Your doctors will work with you to determine the best treatment option for your prostate cancer and bone metastases. Treatments may be systemic (affecting the whole body) or local (focused in the bone). These include:

  • androgen deprivation therapy (ADT), which works by decreasing testosterone levels and slowing cancer growth
  • hormonal therapies like abiraterone and enzalutamide
  • chemotherapy, often used after the body stops responding to hormone therapy
  • immunotherapy such as Sipuleucel-T
  • radiation therapy
  • radiopharmaceuticals, such as Metastron or Xofigo
  • bisphosphonates, a group of drugs to reduce the risk of SREs and bring calcium levels down
  • denosumab, another option to reduce the risk of SREs
  • ablation technique, using a needle to destroy tumors with heat, cold, or electric currents

Clinical trials focus on finding new strategies for treating, preventing, and controlling certain diseases, including advanced prostate cancer. These studies also explore the effectiveness of various treatment options in different groups of people.

Talk to your doctor for more information on clinical trials you may be eligible for. Researchers are always looking for participants.

Prostate cancer research funding

Most of the funding for prostate cancer research goes to treatment.

You may experience fatigue, hair loss, or mood changes. These are common side effects of bone metastases and cancer treatments. But side effects will vary depending on treatment and person. They can include:

Let your doctor know if you are having new symptoms. Pain can be treated, managed, or relieved. And as always, talk to your doctor before taking ibuprofen and other nonprescription drugs or supplements, especially if you’re already taking other medications.

Bisphosphonate side effects

A rare but serious complication of bisphosphonates is osteonecrosis of the jaw (ONJ). ONJ is when the jawbone loses blood supply and dies.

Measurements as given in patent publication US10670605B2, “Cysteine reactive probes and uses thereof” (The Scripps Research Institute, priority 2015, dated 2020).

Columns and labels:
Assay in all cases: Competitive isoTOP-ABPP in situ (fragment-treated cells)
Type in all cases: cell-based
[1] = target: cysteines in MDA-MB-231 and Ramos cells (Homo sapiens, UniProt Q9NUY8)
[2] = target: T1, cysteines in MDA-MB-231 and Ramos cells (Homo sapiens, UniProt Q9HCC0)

There is no treatment for ONJ. It’s important to get a dental evaluation prior to starting these drugs. The biggest risk for developing ONJ is pre-existing cavities or decayed teeth. Bisphosphonates aren’t recommended for men with poor kidney function, but denousumab is safe to use if you have kidney disease.

Managing bone pain and weakness

Symptoms like nausea, hot flashes, and pain can usually be relieved with medication. Some people find that complimentary treatments like acupuncture or massage help manage side effects.

Your doctor may also recommend orthopedic surgery to stabilize your bones, relieve pain, and help prevent bone fractures.

Bone metastasis have a profound effect on the long-term outlook for prostate cancer. But it’s important to remember that the numbers are only statistics.

The good news is that life expectancy for advanced prostate cancer continues to increase. New treatments and therapies offer both longer life and better quality of life. Speak to your doctor about your treatment options and long-term outlook.

Everyone’s cancer experience is different. You may find support through sharing your treatment plan with friends and family. Or you can turn to local community groups or online forums like Male Care for advice and reassurance.